(a response to Nillum Naes Movies that started out as a very brief comment about Rope which led to a comment about Rear Window which inevitably snowballed into this post.)
Hitchcock was the first director that I became aware of. The one where I started tracking down his films. This all stemming from a trip to Universal Studios Florida as a kid and going to a Hitchcock exhibit. The one thing that struck me the most was this giant reel of film that stretched across the entire room with each one of his films in a frame. With great vigor, I began to binge on all things Hitch. From the films to Alfred Hitchcock Presents. Intoxicating cinema.
First film of his that I ended up seeing was Rear Window. There was nothing quite like it. The murder mystery was intriguing to say the least. But what fascinated me the most was the subjective view that L.B. Jeffries had on everyone else in their respective apartments. Ms. Torso. Mrs. Lonelyhearts. The piano player. The fact that we never leave the Greenwich Village apartment along with the protagonist. Even in long shot. & don't get me started on the relationship between Kelly & Stewart. That scene where Grace Kelly climbs through Thurwold's window for the wedding ring softens my heart up every time. Without fail. It was at that point that I realized just how artistic the form can be. The film is also the one that ties together everything what the director was about: technique, intrigue and mystery. David Lynch said it best "I love getting lost in that world."
The thing that always struck me about the aesthetic of Hitchcock was just how much he held back. Take for example, the scene in Psycho where Norman Bates decides to dump the body in the swamp and as the car goes down, it stops. Manipulation of the audience is something that has been misused nowadays time and time again. Back then, Hitchcock used it efortlessly and in a way that integrates itself into the story. We're scared Norman will get caught if that car doesn't fully sink. The same way we're scared when the infamous shower scene occurs. It's pure cinema. Communication through visual images and editing.
This director surrounded himself with the best talent out there. From music by Bernard Hermann to costumes from Edith Head. Even the title cards were done with great craft and care by Saul Bass. The striking uses of sound in The Birds, to the long stretches of silence in several of his films. Most noteworthy from the sound era being Psycho. A key to all of this was his storyboarding process. So when he got to the editing stage, the cuts were all pre-existing in his head. Much like the Coen Brothers shoot their films.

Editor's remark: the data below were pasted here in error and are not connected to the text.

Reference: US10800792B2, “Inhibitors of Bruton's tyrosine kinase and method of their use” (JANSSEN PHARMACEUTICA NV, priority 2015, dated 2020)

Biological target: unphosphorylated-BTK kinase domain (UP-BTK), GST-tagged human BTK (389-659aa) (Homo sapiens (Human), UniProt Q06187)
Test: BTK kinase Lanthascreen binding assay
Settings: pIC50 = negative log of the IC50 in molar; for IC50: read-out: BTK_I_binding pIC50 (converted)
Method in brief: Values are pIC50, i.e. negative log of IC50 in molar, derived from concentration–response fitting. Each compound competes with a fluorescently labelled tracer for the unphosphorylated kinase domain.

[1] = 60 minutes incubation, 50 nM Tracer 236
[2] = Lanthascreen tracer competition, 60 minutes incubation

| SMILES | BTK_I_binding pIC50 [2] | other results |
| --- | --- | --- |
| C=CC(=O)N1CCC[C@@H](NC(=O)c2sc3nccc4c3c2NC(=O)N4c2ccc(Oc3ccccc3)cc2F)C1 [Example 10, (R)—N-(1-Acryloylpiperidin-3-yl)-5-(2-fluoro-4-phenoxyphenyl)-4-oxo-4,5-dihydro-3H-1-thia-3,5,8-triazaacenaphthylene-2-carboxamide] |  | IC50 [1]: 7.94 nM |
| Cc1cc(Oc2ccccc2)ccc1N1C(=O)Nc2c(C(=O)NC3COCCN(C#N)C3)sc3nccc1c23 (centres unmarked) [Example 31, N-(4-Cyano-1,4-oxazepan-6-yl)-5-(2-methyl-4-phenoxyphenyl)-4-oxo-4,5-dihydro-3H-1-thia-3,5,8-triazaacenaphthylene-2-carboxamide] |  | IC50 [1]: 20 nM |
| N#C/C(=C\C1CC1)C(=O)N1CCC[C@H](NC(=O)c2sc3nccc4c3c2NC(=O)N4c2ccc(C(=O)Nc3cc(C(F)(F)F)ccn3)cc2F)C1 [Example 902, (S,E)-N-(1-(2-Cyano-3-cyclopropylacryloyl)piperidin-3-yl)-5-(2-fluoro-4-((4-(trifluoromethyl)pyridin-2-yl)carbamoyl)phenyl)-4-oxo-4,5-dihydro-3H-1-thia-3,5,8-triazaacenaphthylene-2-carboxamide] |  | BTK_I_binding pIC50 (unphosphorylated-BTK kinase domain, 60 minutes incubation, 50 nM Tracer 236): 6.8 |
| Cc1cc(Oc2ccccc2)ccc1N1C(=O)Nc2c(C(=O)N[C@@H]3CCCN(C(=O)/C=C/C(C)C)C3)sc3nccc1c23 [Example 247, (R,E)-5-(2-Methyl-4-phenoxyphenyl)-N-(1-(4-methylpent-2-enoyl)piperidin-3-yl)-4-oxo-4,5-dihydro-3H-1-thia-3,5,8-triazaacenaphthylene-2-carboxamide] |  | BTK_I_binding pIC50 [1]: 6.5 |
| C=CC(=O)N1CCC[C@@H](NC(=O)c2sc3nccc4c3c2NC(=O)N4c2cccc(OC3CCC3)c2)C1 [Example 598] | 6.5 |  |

The filmography of Hitchcock is substantially large. Starting in 1925 with The Pleasure Garden and ending in 1976 with Family Plot. There's a whole lotta gold to mine within. As expected, there are a few gems that have overlooked. Rope is one such gem. Saboteur is another. As is The Wrong Man, a key influence on Scorsese's Taxi Driver. You get the point.
It's fairly obvious how far Hitchcock's influence has reached.
MY TOP 10:
Modern horror starts here.
What more can be said?
Strangers On A Train
The "wrongfully accused" story arc hits full potential here. As with his best films, it's a masterclass in staging and editing.
Shadow of A Doubt
Everyone's favorite baloon popping uncle.
The beauty of this film is seeing how the master of montage is not utilizing any montage.
I think you're evil! EVIL! Still the greatest bitchslap in cinematic history.
Utilizing the single set approach, the director creates an engaging world through unique characters & interactions.
The director goes back to London to deliver the most brutal and violent of all his films. Some say The Birds was his last masterpiece. To me, this was his last.
The Trouble With Harry
Hitchcock always had a dark sense of humor. Here is a film that is created as an outlet for that. If the Coen Brothers were making films in 1955, this is the type of film they would probably put out.